Aka. the joy of not giving a shit
By all accounts, I was quite a typical girl child who loved princesses and pink, but when I was eight I decided that I was going to wear my brother’s clothes all the time. In actuality it only lasted for a day or two, but I remember bouncing down the road feeling like I now had permission to be boisterous and loud, even if it was only from myself.
Grunge, tomboy, sloppy… what ever you call it, wearing comfortable clothes in generic shapes (aka. jeans and t-shirt) and no make-up is not always seen as the most feminine of aesthetics.
As a teen, I spent a lot of time feeling anxious about the way I looked on a day to day basis. High waisted skinny jeans, crop tops and American Apparel leotards all brought along with them worries about VPL (that’s visible panty line), logistically difficult trips to the bathroom and the need to slyly undo the top button of my jeans to make it comfortable to sit down. I imagine most girls are familiar with the feeling of dread when you’re on your period and there is literally no air space between your crotch and the outside of your light wash Topshop Jaime jeans. And don’t even get me started on the chaffing.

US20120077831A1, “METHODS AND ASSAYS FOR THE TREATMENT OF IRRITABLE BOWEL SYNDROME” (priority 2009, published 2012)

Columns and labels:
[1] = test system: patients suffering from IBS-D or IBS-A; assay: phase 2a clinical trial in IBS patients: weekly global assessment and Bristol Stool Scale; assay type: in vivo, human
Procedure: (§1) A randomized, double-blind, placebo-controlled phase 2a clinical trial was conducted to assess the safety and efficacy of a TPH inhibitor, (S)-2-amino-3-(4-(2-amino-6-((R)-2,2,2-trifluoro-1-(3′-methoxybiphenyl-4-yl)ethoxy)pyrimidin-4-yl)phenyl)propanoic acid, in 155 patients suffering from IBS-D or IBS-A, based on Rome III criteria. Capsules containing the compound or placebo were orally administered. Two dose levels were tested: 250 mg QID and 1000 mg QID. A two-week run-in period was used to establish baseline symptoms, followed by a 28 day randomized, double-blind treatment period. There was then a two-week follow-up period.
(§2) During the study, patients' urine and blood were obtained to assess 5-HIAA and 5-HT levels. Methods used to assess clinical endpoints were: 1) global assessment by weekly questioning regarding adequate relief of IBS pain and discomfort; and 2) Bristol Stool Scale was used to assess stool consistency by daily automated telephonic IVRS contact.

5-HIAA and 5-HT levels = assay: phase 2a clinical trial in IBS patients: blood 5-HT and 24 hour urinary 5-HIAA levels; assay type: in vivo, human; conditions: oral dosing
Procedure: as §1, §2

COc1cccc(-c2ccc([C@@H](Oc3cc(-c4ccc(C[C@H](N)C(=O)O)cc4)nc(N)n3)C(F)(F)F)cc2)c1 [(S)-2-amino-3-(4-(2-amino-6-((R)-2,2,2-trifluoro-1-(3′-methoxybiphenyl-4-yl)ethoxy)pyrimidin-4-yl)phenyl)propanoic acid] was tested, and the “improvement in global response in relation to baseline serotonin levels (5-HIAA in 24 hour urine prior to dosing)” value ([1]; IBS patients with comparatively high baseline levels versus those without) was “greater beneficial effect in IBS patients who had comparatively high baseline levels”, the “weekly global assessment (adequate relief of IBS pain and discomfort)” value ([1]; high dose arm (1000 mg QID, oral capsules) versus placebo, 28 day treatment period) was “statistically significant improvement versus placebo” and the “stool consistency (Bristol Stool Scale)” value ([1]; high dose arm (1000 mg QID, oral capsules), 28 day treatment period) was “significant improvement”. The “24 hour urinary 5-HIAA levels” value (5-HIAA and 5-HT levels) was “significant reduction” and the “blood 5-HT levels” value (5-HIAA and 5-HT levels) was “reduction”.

My granddad calls it scruffy, I call it being fucking comfortable. For years women have squeezed, slipped and zipped themselves into uncomfortably tight clothing with little thought about it. Sure, feminine clothing has the capacity to make you feel sassy af but sometimes you just want to be able to chill without worrying that your skirt is going to blow up.
Throwing on comfortable jeans and a baggy t-shirt these days feels the same way as it did when I was eight years old. Call me what you will, but it’s liberating to know that I can go about my day and my clothing isn’t going to stop me from riding my bike, eating a big meal, or just sitting down comfortably. Because life is short so why not make the small space you occupy a comfortable one.
Reposted from my Medium